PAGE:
I agree also!  I use my public folder daily and my links are connected to my blog.  I will be devastated if the 'lights go out' as I've got blood, sweat, and tears invested in it.  My blog has a search tool and my readers are able to pull up old files that I want to remain available.  Is there anything that can be done to prevent existing links from being lost when Drop Box makes the change?  If it must happen, can it just effect future links and not existing ones?  Please?

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Re: Don't kill Public folders

New member | Level 2

Well said!

 

I agree completely, I can't even begin to imagine how catastrohic this decision will be for individuals, professionals and businesses that have been actively using the public folder since there is NO feasible way to replace ALL the links created and shared by heavy users of the Public Folder.

 

This could have profound (and costly) business implications for many of Dropbox's Pro (professional) users, and I sincerely hope Dropbox will consider the terrible impact of this decision.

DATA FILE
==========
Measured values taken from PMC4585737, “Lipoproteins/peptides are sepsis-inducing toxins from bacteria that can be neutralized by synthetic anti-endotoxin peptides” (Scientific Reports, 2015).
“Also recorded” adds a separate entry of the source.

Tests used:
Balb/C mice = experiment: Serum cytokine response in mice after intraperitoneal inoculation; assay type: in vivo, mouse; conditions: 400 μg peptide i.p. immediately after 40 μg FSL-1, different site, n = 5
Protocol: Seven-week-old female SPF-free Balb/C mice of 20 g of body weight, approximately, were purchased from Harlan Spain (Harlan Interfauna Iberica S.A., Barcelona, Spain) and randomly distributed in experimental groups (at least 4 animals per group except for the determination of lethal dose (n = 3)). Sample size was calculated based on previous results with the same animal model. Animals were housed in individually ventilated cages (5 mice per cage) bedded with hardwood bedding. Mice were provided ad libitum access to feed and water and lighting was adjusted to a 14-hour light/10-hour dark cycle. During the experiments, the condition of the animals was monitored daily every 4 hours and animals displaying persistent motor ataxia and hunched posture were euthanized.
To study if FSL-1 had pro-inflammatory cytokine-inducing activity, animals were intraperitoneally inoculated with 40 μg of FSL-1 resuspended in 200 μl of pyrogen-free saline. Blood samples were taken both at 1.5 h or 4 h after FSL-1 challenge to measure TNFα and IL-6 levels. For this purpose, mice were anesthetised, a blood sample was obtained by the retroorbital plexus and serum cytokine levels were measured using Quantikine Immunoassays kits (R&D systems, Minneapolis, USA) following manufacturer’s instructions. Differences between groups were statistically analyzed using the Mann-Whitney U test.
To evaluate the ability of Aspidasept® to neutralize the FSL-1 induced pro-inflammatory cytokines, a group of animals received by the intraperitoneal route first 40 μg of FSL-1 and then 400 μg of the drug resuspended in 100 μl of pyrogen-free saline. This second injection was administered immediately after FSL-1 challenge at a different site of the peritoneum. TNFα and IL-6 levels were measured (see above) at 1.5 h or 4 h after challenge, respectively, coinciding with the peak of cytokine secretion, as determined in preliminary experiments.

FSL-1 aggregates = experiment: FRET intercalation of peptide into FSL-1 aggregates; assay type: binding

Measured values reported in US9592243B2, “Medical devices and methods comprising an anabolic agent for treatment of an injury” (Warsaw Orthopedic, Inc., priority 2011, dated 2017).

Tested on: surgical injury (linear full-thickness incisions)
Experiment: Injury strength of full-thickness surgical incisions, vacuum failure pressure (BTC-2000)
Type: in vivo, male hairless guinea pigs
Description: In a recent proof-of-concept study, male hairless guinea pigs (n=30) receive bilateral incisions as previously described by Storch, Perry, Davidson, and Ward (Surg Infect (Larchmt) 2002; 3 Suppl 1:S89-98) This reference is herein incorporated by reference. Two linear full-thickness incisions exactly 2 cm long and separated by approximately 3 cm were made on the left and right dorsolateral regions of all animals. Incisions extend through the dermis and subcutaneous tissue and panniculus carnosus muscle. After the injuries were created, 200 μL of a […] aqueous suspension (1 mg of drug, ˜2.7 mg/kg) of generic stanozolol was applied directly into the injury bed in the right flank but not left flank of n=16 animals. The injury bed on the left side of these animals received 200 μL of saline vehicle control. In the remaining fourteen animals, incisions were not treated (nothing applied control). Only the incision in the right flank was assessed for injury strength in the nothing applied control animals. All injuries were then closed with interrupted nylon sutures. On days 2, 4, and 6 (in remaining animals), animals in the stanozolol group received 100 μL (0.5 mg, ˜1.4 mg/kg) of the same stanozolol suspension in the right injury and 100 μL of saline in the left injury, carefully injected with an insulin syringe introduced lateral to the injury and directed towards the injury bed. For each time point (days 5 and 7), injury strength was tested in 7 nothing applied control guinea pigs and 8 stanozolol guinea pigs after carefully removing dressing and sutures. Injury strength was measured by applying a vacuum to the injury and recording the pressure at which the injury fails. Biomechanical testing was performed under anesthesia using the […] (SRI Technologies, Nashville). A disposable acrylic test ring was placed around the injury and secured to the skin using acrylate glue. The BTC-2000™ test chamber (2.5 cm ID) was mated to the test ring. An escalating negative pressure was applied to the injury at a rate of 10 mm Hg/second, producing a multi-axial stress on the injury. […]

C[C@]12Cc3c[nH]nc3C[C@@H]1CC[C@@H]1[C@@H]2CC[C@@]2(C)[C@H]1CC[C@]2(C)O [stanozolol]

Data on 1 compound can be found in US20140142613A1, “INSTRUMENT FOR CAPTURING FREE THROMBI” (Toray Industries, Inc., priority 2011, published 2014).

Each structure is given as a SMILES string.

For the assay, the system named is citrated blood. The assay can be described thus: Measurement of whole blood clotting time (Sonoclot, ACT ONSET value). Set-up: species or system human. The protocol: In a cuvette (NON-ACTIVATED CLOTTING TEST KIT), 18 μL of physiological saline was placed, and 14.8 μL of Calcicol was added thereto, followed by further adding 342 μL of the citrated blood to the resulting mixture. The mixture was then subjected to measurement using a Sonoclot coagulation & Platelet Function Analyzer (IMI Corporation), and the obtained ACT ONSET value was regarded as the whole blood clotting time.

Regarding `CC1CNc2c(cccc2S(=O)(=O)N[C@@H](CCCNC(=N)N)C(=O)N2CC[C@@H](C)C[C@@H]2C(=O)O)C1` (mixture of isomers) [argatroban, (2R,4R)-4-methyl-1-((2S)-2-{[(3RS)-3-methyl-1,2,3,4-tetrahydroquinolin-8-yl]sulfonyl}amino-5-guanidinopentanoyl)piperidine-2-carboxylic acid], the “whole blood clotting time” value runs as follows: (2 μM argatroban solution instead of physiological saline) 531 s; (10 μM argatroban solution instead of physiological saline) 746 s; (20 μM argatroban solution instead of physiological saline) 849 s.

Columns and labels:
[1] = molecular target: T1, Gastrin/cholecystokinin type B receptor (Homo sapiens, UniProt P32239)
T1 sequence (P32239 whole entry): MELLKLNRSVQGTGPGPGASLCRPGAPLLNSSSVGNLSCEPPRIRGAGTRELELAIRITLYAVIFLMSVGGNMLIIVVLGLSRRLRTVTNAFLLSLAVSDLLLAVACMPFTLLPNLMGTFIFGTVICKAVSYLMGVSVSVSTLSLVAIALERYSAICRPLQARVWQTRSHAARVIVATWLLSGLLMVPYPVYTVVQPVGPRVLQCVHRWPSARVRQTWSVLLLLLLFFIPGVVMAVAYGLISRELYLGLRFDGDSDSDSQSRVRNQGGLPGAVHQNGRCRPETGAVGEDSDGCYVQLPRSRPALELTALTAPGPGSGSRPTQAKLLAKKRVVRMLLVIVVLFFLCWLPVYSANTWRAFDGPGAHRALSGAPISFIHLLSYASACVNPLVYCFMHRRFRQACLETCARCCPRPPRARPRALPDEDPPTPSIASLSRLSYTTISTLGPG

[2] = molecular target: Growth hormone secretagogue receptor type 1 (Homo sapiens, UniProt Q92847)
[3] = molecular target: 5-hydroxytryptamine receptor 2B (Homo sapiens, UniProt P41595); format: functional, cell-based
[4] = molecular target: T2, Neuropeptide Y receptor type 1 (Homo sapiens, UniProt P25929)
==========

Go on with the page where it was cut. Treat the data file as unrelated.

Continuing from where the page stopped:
Morever, this breach of trust is disconcerting at best -- for both professional and personal users alike.

 

In fact, this decision alone may provide sufficent grounds for a HUGE migration away from Dropbox to other, more trustworthy service providers.

 

I, for one, may well be part of that migration.....

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Re: Ending support of public folder

Collaborator | Level 8

This is absurd and the final straw. Goodbye Dropbox. Pro user no more - I encourage others vote with their feet too.

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Re: Ending support of public folder

Collaborator | Level 8

@Pablo